Taco Cowboy (5327) writes "As ISIL's push into Iraq has been making headline news, and as picture/video of their slaughter of thousands of Iraqi prisoners have gone viral, a recruiting video has also making its online debut, starring three Britons and two Australians

Nasser Muthana, 20, with the nom du guerre of Abu Muthanna al Yemeni, along with Abu Dujana al Hindi and Abu Bara al Hindi are the three Britons are the stars of the Mujahidden recruitment video, appealing all their brothers to "fight for Allah. Sacrifice for Allah"

"Are you willing to sacrifice this for the sake of Allah? Definitely, if you sacrifice something for Allah, Allah will give you 700 times more than this "

Addressing to those who are scared of being killed, the Briton Abu Dujana al Hindi said

"What prevents you from obtaining martyrdom? You are going to die anyway"

This 13-minute video has shocked the British Prime Minister David Cameron so much that he has directed his Home Office to work with internet companies to stop terrorist messages from being broadcast


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+ - Unexpected Behavior at the Nucleus of Supermassive Black Hole->

Submitted by Taco Cowboy
Taco Cowboy (5327) writes "An international team of astronomers, using data from several NASA and European Space Agency (ESA) space observatories, has discovered unexpected behavior from the supermassive black hole at the heart of the galaxy NGC 5548, located 244.6 million light-years from Earth. This behavior may provide new insights into how supermassive black holes interact with their host galaxies

A stream of gas flowing rapidly outward from the galaxy's supermassive black hole, blocking 90 percent of its emitted X-rays

The discovery was made during an intensive observing campaign that also included data from NASA's Swift spacecraft, Nuclear Spectroscopic Telescope Array (NuSTAR) and Chandra X-ray Observatory, as well as ESA's X-ray Multi-Mirror Mission (XMM-Newton) and Integral gamma-ray observatory (INTEGRAL)

Supermassive black holes in the nuclei of active galaxies, such as NGC 5548, expel large amounts of matter through powerful winds of ionized gas. For instance, the persistent wind of NGC 5548 reaches velocities exceeding 621 miles (approximately 1,000 kilometers) a second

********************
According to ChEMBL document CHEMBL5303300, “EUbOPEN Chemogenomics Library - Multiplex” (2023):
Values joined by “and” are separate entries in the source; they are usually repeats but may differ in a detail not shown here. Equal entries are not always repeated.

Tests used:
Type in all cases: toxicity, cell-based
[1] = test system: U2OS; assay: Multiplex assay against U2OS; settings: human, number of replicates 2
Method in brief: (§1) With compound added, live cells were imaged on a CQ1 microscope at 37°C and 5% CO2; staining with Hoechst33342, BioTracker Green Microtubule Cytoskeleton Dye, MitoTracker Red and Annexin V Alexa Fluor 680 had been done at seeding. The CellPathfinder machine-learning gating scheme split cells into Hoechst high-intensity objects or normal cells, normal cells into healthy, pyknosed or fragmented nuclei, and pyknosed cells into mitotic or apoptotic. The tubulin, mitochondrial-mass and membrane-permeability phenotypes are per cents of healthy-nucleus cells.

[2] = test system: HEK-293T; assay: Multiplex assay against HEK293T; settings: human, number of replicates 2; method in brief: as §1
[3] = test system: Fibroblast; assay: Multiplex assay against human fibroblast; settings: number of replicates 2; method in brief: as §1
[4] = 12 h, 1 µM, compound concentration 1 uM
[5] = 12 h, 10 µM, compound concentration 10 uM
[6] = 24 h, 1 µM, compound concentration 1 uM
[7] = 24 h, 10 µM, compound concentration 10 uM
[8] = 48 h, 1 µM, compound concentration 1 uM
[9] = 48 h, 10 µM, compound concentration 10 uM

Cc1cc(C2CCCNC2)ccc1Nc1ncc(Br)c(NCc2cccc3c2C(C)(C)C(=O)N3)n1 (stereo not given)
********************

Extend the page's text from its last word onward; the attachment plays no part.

A new wind has arisen, much stronger and faster than the persistent wind. These new winds reach speeds of up to 3,107 miles (5,000 kilometers) per second, but is much closer to the nucleus than the persistent wind

The new gas outflow blocks 90 percent of the low-energy X-rays that come from very close to the black hole, and it obscures up to a third of the region that emits the ultraviolet radiation at a few light-days distance from the black hole

Researchers also deduced that in more luminous quasars, the winds may be strong enough to blow off gas that otherwise would have become "food" for the black hole, thereby regulating both the growth of the black hole and that of its host galaxy"
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+ - Why is there no net neutrality in mobile ?->

Submitted by Taco Cowboy
Taco Cowboy (5327) writes "The net neutrality issue has become a very hot topic recently, but curiously on the mobile scene, the net neutrality rules were absent

Why ?

Simply because the wireless companies have successfully convinced regulators four years ago to keep mobile networks mostly free of net neutrality rules

Now that Federal Communications Commission officials are looking into whether wireless networks should remain exempt from net neutrality rules the mobile carriers have lobbied hard to foil FCC's latest attempt

Wireless is different it is dependent on finite spectrum,” Meredith Attwell Baker, the new head of CTIA, the wireless industry’s lobbying arm, told reporters Tuesday

Baker previously served as the top lobbyist for Comcast’s NBCUniversal division, joining the company after serving as an FCC commissioner

On the other side of the spectrum, net neutrality advocates are hoping to convince regulators to include wireless networks more fully under any new proposed rules. They are pushing for the FCC to re-regulate broadband Internet under a section of the law (called Title II), which was written with old phone networks in mind

The FCC will be taking public comments about what it should do about new net neutrality rules through the end of July

You can comment by emailing to or go to to file a Consumer Informal Complaint